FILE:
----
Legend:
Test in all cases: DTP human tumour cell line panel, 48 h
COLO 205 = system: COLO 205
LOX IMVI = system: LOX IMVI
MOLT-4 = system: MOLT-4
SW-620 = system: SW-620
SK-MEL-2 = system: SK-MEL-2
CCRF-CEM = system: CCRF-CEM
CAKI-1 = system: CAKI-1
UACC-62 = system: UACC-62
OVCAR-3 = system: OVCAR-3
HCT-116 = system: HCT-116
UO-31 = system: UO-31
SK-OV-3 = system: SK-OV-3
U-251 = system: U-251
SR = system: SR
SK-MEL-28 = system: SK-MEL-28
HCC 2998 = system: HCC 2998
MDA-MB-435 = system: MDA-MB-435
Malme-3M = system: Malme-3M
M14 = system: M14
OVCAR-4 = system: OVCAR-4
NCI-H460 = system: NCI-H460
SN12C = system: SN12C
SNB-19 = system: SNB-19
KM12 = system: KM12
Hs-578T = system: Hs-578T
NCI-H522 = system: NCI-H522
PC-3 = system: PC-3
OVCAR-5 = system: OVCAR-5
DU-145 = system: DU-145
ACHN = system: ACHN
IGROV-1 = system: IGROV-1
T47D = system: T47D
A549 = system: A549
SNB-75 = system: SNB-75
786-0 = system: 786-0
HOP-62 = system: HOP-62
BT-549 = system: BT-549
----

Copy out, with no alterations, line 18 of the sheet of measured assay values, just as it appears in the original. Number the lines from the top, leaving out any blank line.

HCC 2998 = system: HCC 2998